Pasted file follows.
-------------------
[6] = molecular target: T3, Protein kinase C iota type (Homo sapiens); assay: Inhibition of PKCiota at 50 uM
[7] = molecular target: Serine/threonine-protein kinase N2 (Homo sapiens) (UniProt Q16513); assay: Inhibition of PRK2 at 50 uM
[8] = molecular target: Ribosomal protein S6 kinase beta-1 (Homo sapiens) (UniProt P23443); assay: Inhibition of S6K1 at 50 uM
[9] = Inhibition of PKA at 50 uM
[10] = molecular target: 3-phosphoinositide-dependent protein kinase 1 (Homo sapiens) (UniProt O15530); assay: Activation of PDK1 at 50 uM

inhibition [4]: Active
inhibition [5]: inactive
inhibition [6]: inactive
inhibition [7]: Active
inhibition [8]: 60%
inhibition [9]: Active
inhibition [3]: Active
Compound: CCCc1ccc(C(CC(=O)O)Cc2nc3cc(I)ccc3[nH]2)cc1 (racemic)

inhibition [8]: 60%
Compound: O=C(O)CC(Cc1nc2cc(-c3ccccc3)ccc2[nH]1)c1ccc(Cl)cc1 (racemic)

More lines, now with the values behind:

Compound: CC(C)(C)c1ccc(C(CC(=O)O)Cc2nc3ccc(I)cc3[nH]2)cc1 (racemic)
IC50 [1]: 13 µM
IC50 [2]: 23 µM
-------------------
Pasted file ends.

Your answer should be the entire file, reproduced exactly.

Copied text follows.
[6] = molecular target: T3, Protein kinase C iota type (Homo sapiens); assay: Inhibition of PKCiota at 50 uM
[7] = molecular target: Serine/threonine-protein kinase N2 (Homo sapiens) (UniProt Q16513); assay: Inhibition of PRK2 at 50 uM
[8] = molecular target: Ribosomal protein S6 kinase beta-1 (Homo sapiens) (UniProt P23443); assay: Inhibition of S6K1 at 50 uM
[9] = Inhibition of PKA at 50 uM
[10] = molecular target: 3-phosphoinositide-dependent protein kinase 1 (Homo sapiens) (UniProt O15530); assay: Activation of PDK1 at 50 uM

inhibition [4]: Active
inhibition [5]: inactive
inhibition [6]: inactive
inhibition [7]: Active
inhibition [8]: 60%
inhibition [9]: Active
inhibition [3]: Active
Compound: CCCc1ccc(C(CC(=O)O)Cc2nc3cc(I)ccc3[nH]2)cc1 (racemic)

inhibition [8]: 60%
Compound: O=C(O)CC(Cc1nc2cc(-c3ccccc3)ccc2[nH]1)c1ccc(Cl)cc1 (racemic)

More lines, now with the values behind:

Compound: CC(C)(C)c1ccc(C(CC(=O)O)Cc2nc3ccc(I)cc3[nH]2)cc1 (racemic)
IC50 [1]: 13 µM
IC50 [2]: 23 µM